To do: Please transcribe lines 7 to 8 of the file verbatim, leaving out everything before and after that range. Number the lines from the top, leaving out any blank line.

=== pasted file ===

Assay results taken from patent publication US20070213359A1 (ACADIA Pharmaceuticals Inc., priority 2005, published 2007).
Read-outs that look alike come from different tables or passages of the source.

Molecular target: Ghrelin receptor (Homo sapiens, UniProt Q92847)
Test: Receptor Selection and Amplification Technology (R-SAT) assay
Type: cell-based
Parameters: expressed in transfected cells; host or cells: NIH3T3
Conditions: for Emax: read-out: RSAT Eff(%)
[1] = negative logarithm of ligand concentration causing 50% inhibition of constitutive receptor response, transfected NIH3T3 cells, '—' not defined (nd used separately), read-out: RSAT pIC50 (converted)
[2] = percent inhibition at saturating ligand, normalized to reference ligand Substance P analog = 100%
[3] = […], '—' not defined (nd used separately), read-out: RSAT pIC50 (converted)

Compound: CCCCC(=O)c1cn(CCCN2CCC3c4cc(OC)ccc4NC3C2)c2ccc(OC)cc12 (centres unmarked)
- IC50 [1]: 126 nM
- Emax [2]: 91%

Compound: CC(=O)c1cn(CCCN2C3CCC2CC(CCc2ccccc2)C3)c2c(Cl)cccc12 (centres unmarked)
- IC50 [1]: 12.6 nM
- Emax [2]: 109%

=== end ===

Conditions: for Emax: read-out: RSAT Eff(%)
[1] = negative logarithm of ligand concentration causing 50% inhibition of constitutive receptor response, transfected NIH3T3 cells, '—' not defined (nd used separately), read-out: RSAT pIC50 (converted)